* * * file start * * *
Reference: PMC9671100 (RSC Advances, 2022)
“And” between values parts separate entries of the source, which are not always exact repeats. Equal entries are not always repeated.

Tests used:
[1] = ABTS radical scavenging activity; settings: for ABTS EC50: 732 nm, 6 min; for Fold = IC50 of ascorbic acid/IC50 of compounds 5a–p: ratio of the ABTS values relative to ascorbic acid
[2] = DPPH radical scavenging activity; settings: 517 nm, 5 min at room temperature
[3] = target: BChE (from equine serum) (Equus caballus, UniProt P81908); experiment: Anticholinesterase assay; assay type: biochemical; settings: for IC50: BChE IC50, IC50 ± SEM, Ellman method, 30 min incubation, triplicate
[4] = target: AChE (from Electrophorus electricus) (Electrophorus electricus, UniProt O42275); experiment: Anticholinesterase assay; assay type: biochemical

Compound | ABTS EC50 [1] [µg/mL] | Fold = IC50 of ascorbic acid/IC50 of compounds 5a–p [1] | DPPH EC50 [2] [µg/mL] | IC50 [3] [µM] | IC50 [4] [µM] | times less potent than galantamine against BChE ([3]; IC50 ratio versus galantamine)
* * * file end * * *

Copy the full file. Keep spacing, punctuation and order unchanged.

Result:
Reference: PMC9671100 (RSC Advances, 2022)
“And” between values parts separate entries of the source, which are not always exact repeats. Equal entries are not always repeated.

Tests used:
[1] = ABTS radical scavenging activity; settings: for ABTS EC50: 732 nm, 6 min; for Fold = IC50 of ascorbic acid/IC50 of compounds 5a–p: ratio of the ABTS values relative to ascorbic acid
[2] = DPPH radical scavenging activity; settings: 517 nm, 5 min at room temperature
[3] = target: BChE (from equine serum) (Equus caballus, UniProt P81908); experiment: Anticholinesterase assay; assay type: biochemical; settings: for IC50: BChE IC50, IC50 ± SEM, Ellman method, 30 min incubation, triplicate
[4] = target: AChE (from Electrophorus electricus) (Electrophorus electricus, UniProt O42275); experiment: Anticholinesterase assay; assay type: biochemical

Compound | ABTS EC50 [1] [µg/mL] | Fold = IC50 of ascorbic acid/IC50 of compounds 5a–p [1] | DPPH EC50 [2] [µg/mL] | IC50 [3] [µM] | IC50 [4] [µM] | times less potent than galantamine against BChE ([3]; IC50 ratio versus galantamine)